A Cesarean birth is a major surgery and the recovery period is longer than it is after a vaginal birth. Special care and attention is needed during recuperation after a C-section and it is especially important to keep an eye on the incision as it heals. If any of the following symptoms should occur, call our office:

Red, hard, tender or hot area around your incision

Separation and/or bleeding of incision

Moderate or large amount of oozing or drainage

Fever higher than 100º F

However, if there are no concerns with healing after a Cesarean section, a heating pad can help with localized pain. You should wait two weeks to drive after a cesarean section and lifting should be limited to 15 to 20 pounds for the first six weeks.

Nursing and Breast Care

Initial attempts at nursing can be painful, but tenderness and discomfort should decrease once let-down has occurred and should cease altogether within a few days. However, if you have sore, cracked, or bleeding nipples, express a few drops of breast milk on the nipples after nursing and allow to air dry. To prevent future irritation, always keep your nipples clean, change the nursing pads when they become moist and avoid wearing pads with plastic liners.

For a more comfortable breastfeeding experience, experiment with different nursing positions to see what works best for you and your baby. For example, try holding your baby so that he is lying on his side with his head resting in the bend of your arm and make sure that his mouth covers one inch or more of your nipple and areola when sucking. For additional comfort, use pillows to help support your arm and baby.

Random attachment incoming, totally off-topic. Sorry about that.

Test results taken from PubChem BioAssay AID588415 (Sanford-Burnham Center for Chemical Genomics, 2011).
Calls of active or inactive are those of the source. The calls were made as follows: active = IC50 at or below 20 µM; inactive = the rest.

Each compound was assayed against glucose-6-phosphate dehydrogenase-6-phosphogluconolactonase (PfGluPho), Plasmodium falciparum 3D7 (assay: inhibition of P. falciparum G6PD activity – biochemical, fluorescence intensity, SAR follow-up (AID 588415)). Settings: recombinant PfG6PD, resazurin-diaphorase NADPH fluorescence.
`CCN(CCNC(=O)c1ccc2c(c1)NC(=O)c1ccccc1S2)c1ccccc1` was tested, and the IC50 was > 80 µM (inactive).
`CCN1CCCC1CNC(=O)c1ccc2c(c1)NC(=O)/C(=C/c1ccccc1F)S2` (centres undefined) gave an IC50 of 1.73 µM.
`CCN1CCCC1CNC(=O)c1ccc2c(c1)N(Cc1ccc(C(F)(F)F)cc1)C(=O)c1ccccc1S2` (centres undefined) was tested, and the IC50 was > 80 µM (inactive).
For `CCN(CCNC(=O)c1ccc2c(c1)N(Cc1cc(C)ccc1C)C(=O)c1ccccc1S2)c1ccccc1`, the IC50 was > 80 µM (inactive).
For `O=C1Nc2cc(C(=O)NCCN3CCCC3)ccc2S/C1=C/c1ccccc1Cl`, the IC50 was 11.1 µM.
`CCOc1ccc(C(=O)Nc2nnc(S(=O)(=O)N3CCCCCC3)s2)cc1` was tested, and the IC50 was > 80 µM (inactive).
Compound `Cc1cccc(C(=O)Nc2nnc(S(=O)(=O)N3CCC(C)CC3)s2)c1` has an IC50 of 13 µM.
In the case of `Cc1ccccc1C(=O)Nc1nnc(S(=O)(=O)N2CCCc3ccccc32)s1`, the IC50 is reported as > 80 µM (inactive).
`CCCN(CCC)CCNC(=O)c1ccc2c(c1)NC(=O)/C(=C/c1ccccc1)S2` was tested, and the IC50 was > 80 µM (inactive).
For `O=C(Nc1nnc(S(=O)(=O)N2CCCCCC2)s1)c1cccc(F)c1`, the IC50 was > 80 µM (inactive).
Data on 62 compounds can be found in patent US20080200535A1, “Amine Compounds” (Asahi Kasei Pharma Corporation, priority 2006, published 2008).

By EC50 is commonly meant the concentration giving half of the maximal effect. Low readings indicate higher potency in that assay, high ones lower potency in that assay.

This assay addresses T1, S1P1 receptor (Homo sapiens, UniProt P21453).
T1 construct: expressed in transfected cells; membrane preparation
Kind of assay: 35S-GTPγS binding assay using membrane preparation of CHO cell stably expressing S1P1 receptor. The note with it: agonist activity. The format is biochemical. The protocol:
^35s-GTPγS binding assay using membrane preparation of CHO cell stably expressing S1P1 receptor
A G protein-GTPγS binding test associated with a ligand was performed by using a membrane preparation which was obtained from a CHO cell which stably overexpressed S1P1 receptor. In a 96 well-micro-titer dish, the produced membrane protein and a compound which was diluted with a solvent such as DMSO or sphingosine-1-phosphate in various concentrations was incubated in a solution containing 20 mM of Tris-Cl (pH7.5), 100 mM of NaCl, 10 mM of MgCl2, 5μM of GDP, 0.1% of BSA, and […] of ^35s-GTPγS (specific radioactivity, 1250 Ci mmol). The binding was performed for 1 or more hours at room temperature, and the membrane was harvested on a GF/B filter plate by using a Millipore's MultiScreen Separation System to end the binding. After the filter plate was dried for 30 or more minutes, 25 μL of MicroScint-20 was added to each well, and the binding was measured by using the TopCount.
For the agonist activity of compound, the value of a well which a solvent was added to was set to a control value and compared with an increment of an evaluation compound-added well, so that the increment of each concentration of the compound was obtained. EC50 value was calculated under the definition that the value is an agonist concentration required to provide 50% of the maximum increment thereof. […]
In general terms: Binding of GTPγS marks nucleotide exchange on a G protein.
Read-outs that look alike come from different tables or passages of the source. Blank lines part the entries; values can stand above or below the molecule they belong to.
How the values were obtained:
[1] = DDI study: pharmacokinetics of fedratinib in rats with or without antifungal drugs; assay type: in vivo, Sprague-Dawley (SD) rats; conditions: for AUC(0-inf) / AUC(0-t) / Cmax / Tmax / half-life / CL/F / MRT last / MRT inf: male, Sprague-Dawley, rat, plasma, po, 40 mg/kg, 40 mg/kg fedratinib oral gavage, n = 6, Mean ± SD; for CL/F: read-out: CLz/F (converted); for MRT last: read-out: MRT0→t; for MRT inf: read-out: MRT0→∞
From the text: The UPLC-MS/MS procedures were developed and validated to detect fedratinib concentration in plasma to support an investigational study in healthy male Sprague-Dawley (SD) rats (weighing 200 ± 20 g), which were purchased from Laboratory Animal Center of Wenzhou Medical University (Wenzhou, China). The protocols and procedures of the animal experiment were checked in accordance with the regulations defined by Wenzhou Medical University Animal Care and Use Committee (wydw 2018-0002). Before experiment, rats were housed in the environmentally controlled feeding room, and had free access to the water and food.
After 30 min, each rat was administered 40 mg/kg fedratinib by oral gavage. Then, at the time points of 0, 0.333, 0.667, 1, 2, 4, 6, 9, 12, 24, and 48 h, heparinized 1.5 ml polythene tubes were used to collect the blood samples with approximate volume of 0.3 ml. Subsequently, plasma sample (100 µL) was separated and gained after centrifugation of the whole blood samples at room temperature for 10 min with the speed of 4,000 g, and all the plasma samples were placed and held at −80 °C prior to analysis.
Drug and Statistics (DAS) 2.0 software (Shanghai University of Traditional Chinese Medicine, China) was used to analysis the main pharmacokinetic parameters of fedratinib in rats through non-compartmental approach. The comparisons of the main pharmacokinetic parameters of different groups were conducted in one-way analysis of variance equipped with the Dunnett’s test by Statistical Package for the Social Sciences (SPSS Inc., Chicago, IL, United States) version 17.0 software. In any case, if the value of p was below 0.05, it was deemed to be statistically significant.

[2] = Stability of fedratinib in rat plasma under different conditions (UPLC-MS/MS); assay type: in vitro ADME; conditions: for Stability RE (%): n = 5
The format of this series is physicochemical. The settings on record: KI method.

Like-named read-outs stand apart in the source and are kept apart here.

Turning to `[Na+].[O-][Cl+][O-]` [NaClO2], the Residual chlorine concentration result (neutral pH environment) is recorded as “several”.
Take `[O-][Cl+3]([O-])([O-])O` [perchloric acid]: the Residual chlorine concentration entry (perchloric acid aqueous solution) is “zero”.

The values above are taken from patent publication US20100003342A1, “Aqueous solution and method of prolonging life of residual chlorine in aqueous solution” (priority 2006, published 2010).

If you are not nursing, wear a good support bra at all times while your breasts are engorged.  You may use ice packs under the armpits and to the side of each breast during the first couple of days of engorgement and take  ibuprofen for discomfort. Do not be surprised if you have a slight elevation in temperature for a day or two while your breasts are engorged, and you should expect milk to lbe eaking from the breasts during this period. Read our article about breastfeeding for more information.

Exercise

You may start mild exercise after two weeks rest and recovery after giving birth, but more strenuous exercise should be delayed for four to six weeks. Begin with easier exercises and increase them gradually if you are comfortable and it does not cause pain. If you had a Cesarean, do not begin an exercise program for at least six weeks after delivery and with your physician’s permission.